What, you might be asking, is the club sandwich generation?
Let's start with a simple definition:
The Sandwich generation: Baby Boomers in their 30's and 40's stuck between caring for later in life children and aging parents.
Translation: You, the Baby Boomer, followed the feminist advice and started your career before starting your family. At the same time, medical science helped your WW II parents live longer lives, while many times coping with chronic illnesses. As a result, at say, 40, you have to raise a 10 year old, and care for a 70 year old parent who is taking a lot longer to die than his parents did.
The Club sandwich generation: Gen Xers, in their 30's and 40's stuck between caring for later in life children, aging parents and grandparents.
Translation: You, the Gen Xer, followed the bad feminist advice from the Baby Boomers and started your career before starting your family, and you started even later. At the same time, hard living helped you Baby Boomer start dealing with chronic illnesses earlier in life. And your grandparents are sill limping along, while your Baby Boomer parents are becoming less willing or able to care for them. As a result you are 40, with a 5 year old to raise, a 70 year old parent to care for and a 90 year old to look after as well.
(A therapist named Carol Abaya may have copyrighted the term "Club Sandwich Generation". I've been using it for 20 years now, since my family started expecting caretaking behavior when I was quite young. However, if she wants the copyright, or trademark, or whatever, I really don't care. She can have the credit, I'm still using the term)
In my family this translates into a number of issues. My Mother put my Grandfather into an assisted living facility last year. It's working out well for him, he really needed more care than she was willing to provide. However, she has made it quite clear that she would rather he shut up and go away. Anything more than check writing is a major imposition on her life.
And yet, he needs some care. Yes, his day-to-day needs are met, but he needs to know that he is loved and respected, he is still part of a family, and that his family is still willing to provide what care the facility cannot.
Mother has also recently moved into town, for the express purpose of living closer to me "so that you can care for me as I get old". Given that she is 60, a fairly brittle Diabetic, with high blood pressure and Glaucoma, in a family with a history of heart disease as well, odds are she is going to need more care, and sooner rather than later. She is already on some fairly heavy-duty meds, doesn't exercise, and has refused to follow a diet plan in any but the most nominal way. (She also calls me Mommy. Very trippy.)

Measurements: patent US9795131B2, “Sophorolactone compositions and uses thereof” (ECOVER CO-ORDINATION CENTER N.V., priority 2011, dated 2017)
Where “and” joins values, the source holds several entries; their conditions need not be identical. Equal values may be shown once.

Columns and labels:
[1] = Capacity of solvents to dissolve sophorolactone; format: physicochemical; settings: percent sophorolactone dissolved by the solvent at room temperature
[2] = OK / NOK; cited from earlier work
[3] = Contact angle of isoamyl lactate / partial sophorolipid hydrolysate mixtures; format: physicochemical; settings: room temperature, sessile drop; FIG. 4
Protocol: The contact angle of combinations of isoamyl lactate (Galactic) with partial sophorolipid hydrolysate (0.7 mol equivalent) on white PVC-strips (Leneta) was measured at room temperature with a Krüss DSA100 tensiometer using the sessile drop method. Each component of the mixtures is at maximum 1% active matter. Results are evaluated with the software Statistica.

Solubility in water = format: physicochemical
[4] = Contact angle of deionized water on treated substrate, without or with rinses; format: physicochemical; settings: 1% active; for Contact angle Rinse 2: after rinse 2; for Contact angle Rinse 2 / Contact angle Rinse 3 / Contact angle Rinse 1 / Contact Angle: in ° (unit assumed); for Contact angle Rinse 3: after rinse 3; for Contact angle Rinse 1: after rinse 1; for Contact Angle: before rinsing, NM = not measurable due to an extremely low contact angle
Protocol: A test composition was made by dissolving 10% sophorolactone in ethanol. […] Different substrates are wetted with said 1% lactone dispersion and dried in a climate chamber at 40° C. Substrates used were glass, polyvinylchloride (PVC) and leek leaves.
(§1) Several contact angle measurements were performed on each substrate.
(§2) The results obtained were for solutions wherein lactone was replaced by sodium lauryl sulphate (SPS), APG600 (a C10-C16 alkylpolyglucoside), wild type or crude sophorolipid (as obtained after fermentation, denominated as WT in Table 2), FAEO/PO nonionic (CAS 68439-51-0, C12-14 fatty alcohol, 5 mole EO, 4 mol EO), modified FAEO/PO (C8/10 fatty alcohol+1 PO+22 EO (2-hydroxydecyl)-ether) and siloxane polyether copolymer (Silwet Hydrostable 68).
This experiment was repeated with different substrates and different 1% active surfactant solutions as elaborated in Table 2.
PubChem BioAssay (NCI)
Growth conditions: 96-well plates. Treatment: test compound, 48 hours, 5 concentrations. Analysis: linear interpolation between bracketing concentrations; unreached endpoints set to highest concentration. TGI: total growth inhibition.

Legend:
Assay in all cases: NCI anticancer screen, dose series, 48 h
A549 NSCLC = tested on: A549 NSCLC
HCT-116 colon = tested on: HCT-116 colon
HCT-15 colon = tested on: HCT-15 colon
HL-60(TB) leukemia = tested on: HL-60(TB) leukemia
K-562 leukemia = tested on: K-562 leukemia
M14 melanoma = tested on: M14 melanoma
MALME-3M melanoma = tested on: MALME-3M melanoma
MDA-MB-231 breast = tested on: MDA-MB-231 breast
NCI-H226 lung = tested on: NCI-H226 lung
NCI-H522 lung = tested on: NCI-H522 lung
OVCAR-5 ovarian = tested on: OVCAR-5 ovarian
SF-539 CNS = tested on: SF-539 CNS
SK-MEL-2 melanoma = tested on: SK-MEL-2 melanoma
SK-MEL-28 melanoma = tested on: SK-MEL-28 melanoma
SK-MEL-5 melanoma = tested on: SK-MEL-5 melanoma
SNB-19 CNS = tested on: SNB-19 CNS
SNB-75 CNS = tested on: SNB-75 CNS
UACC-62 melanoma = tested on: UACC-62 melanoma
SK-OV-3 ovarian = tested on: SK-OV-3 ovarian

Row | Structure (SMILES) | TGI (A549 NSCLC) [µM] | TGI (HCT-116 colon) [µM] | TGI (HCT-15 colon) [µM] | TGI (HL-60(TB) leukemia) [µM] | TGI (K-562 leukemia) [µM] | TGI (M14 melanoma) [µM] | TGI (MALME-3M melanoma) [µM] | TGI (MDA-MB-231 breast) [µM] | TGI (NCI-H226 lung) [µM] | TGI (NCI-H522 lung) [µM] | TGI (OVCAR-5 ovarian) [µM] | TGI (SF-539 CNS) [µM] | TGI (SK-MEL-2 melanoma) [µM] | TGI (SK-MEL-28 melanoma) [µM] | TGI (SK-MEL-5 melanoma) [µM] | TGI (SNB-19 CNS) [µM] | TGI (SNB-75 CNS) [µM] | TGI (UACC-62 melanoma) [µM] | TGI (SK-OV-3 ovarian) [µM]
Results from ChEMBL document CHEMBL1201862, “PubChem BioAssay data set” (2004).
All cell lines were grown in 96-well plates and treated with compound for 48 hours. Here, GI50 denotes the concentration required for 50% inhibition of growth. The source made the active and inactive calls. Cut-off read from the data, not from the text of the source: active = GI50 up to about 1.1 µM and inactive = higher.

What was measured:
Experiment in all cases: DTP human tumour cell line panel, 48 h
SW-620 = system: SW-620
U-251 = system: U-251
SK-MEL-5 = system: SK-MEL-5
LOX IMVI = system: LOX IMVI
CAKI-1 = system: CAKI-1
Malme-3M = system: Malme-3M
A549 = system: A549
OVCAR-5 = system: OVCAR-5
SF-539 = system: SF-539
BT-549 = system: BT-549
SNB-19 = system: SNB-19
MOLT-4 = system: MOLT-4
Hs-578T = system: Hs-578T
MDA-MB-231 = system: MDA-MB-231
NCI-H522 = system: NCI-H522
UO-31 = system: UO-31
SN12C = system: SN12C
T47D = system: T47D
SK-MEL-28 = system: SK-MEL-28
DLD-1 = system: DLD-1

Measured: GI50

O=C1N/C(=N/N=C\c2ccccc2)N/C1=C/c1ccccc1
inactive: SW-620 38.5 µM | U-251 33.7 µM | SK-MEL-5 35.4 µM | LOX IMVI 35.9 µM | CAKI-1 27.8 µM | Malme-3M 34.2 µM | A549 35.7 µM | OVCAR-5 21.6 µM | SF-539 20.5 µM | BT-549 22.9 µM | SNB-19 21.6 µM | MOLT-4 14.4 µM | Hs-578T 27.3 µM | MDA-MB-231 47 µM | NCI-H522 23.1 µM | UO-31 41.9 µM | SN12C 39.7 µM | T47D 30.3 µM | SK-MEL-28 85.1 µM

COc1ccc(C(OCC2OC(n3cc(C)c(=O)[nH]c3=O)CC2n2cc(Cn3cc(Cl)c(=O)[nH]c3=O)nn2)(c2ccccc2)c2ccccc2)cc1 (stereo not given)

Pop, on the other hand, has reached 90 while navigating most of the major health related issues common to men in his demographic. While he dealt with the emotional issues common to all veterans, and the minor issues common to someone of the WW II era, he has encountered neither cancer nor Diabetes, neither heart disease nor stroke, and none of the common forms of dementia. He could easily continue on for another 10 years without encountering any major issues, and finally die of just running out of steam.
In the meantime, the husband and I haven't even started our family yet.
So I must say I'm very glad we have structured our lives around one-income. Two elderly relatives and a couple of young children are going to keep my busy enough over the coming decade. However, that's one of the big reasons why we can't physically move to the country, I have multiple levels of aging and elderly relatives to care for, they refuse to or cannot leave town, and the drive between the country and town would be too much.
Personally, I'm already tired.
(Note - 02/21/2008 - This past January my father and step-mother informed me that they were moving to the area because we have excellent health care and because they have family here who can help take care of them. His other children are in Montana and Florida, hers are in Nevada.
Sigh - AC)